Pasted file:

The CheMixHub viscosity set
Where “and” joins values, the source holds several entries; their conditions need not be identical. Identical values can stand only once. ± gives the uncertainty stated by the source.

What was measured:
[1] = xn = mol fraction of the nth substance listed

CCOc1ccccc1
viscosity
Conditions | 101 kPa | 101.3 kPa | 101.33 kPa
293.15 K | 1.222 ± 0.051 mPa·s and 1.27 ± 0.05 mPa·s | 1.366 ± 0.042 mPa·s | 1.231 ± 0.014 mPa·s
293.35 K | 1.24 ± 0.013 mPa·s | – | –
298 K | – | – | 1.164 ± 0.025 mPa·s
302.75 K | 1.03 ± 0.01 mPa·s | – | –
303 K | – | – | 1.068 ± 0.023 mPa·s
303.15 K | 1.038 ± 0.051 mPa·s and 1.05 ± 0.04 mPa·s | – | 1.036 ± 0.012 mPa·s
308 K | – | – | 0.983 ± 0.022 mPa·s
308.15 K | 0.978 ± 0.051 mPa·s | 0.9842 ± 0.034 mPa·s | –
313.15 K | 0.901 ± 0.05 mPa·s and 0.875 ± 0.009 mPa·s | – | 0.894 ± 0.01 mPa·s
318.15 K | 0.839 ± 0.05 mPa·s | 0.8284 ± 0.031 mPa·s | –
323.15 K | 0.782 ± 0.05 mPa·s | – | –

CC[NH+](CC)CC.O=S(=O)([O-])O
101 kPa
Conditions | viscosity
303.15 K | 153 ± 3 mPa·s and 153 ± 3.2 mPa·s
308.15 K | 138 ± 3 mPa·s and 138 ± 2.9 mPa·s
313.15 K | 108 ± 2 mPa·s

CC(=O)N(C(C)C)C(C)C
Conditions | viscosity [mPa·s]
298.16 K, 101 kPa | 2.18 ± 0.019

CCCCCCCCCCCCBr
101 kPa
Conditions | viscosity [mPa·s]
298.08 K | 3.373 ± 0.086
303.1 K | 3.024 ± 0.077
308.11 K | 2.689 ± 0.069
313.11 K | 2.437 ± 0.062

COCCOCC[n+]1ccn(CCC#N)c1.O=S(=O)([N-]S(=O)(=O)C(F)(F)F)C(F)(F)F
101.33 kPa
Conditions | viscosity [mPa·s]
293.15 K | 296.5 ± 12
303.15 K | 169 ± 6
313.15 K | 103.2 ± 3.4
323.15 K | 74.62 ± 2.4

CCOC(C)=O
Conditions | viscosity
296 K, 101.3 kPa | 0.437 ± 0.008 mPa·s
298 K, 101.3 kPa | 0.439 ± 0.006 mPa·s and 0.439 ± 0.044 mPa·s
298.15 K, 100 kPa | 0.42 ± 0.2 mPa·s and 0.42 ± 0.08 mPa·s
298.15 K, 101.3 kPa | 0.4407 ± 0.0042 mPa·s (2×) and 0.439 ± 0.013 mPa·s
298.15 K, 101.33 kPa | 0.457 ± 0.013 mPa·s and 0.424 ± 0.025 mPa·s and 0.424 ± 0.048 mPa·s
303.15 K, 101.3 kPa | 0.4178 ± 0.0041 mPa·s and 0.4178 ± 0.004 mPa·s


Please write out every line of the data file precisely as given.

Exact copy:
The CheMixHub viscosity set
Where “and” joins values, the source holds several entries; their conditions need not be identical. Identical values can stand only once. ± gives the uncertainty stated by the source.

What was measured:
[1] = xn = mol fraction of the nth substance listed

CCOc1ccccc1
viscosity
Conditions | 101 kPa | 101.3 kPa | 101.33 kPa
293.15 K | 1.222 ± 0.051 mPa·s and 1.27 ± 0.05 mPa·s | 1.366 ± 0.042 mPa·s | 1.231 ± 0.014 mPa·s
293.35 K | 1.24 ± 0.013 mPa·s | – | –
298 K | – | – | 1.164 ± 0.025 mPa·s
302.75 K | 1.03 ± 0.01 mPa·s | – | –
303 K | – | – | 1.068 ± 0.023 mPa·s
303.15 K | 1.038 ± 0.051 mPa·s and 1.05 ± 0.04 mPa·s | – | 1.036 ± 0.012 mPa·s
308 K | – | – | 0.983 ± 0.022 mPa·s
308.15 K | 0.978 ± 0.051 mPa·s | 0.9842 ± 0.034 mPa·s | –
313.15 K | 0.901 ± 0.05 mPa·s and 0.875 ± 0.009 mPa·s | – | 0.894 ± 0.01 mPa·s
318.15 K | 0.839 ± 0.05 mPa·s | 0.8284 ± 0.031 mPa·s | –
323.15 K | 0.782 ± 0.05 mPa·s | – | –

CC[NH+](CC)CC.O=S(=O)([O-])O
101 kPa
Conditions | viscosity
303.15 K | 153 ± 3 mPa·s and 153 ± 3.2 mPa·s
308.15 K | 138 ± 3 mPa·s and 138 ± 2.9 mPa·s
313.15 K | 108 ± 2 mPa·s

CC(=O)N(C(C)C)C(C)C
Conditions | viscosity [mPa·s]
298.16 K, 101 kPa | 2.18 ± 0.019

CCCCCCCCCCCCBr
101 kPa
Conditions | viscosity [mPa·s]
298.08 K | 3.373 ± 0.086
303.1 K | 3.024 ± 0.077
308.11 K | 2.689 ± 0.069
313.11 K | 2.437 ± 0.062

COCCOCC[n+]1ccn(CCC#N)c1.O=S(=O)([N-]S(=O)(=O)C(F)(F)F)C(F)(F)F
101.33 kPa
Conditions | viscosity [mPa·s]
293.15 K | 296.5 ± 12
303.15 K | 169 ± 6
313.15 K | 103.2 ± 3.4
323.15 K | 74.62 ± 2.4

CCOC(C)=O
Conditions | viscosity
296 K, 101.3 kPa | 0.437 ± 0.008 mPa·s
298 K, 101.3 kPa | 0.439 ± 0.006 mPa·s and 0.439 ± 0.044 mPa·s
298.15 K, 100 kPa | 0.42 ± 0.2 mPa·s and 0.42 ± 0.08 mPa·s
298.15 K, 101.3 kPa | 0.4407 ± 0.0042 mPa·s (2×) and 0.439 ± 0.013 mPa·s
298.15 K, 101.33 kPa | 0.457 ± 0.013 mPa·s and 0.424 ± 0.025 mPa·s and 0.424 ± 0.048 mPa·s
303.15 K, 101.3 kPa | 0.4178 ± 0.0041 mPa·s and 0.4178 ± 0.004 mPa·s